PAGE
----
Ken Smith, the operations manager of Wilson Brothers Trucking company in Bear Creek, spoke in favor of the proposal. Mountaire contracts with Wilson Brothers to truck in live poultry to the Siler City plant. According to Smith, the company’s trucks cross Third Street approximately 300 times per day, while hauling around 80 daily loads.
“I’ve actually hauled into that complex myself,” Smith said. “I’m a CDL driver … It is hugely unsafe trying to get in and out, especially during the busy times of the day itself. I agree with Mountaire for a safety reason. If there’s nothing but safety, it needs to be redirected where our trucks, their trucks, all the contract trucks that are coming in and getting the dressed poultry out of there, can move around without worrying about hitting someone or somebody getting hit.”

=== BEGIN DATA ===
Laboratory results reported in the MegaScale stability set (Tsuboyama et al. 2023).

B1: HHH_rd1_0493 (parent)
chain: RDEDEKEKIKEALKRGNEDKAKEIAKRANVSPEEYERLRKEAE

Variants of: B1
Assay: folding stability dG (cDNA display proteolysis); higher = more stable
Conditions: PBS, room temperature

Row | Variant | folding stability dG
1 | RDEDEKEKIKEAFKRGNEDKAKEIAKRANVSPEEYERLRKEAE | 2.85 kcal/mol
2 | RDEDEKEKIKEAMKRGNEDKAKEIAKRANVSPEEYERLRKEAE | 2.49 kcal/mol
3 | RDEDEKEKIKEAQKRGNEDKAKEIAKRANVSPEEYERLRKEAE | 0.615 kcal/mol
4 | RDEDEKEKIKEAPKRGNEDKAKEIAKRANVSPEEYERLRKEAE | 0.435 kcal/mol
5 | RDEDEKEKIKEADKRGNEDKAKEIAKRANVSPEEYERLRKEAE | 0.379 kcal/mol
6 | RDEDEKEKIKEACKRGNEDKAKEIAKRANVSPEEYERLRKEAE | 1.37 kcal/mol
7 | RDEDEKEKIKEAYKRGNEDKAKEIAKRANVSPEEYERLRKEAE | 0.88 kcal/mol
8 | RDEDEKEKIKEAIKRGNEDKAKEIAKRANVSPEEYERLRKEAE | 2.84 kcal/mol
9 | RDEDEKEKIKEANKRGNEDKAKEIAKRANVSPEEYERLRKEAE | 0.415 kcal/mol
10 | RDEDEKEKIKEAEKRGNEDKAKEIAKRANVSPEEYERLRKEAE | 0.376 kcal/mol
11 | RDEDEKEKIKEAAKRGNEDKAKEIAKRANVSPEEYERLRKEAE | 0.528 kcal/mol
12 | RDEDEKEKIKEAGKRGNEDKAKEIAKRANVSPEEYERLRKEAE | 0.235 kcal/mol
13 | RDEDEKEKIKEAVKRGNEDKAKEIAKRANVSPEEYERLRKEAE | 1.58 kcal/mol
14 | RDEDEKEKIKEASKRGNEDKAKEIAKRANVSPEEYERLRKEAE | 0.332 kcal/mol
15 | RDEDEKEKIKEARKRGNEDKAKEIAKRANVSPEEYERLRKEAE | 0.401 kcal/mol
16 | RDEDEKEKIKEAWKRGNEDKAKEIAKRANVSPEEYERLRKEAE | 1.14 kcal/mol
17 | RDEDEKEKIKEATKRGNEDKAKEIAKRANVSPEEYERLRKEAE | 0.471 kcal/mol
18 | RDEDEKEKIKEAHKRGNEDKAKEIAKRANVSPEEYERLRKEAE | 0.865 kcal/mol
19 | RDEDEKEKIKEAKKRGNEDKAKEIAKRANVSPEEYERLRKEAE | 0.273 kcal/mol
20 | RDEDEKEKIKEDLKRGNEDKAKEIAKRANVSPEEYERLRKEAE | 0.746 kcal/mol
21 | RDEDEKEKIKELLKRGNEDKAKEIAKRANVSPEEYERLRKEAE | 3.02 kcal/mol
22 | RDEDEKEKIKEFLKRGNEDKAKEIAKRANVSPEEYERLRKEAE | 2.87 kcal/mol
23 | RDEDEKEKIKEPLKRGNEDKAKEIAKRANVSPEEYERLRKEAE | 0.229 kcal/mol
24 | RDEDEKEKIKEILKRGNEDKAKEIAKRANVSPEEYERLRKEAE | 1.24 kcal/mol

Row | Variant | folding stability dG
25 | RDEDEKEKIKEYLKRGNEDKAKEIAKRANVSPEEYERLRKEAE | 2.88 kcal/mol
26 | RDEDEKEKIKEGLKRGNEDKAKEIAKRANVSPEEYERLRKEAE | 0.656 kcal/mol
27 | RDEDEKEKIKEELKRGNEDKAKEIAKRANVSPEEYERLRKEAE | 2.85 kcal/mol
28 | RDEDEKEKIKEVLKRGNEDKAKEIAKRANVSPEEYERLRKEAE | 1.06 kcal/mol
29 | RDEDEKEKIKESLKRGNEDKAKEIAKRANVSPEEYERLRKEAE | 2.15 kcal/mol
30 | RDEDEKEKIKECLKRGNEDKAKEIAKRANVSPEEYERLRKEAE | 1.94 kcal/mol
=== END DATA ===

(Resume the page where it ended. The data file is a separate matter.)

Mayor Pro Tem Cindy Bray expressed concern that traffic on Raleigh Street would increase if passenger vehicles were re-routed.
“My concern is the traffic that’s going to be detoured from Third Street — because people won’t go there — to Raleigh Street,” Bray said. “And Raleigh Street is pretty much packed now, especially when school starts in the morning and in the afternoons.”
Consulting firm Ramey Kemp, hired by Mountaire to study traffic flow along the affected roadways, reported that the project’s impact on Raleigh Street would be “fairly negligible.”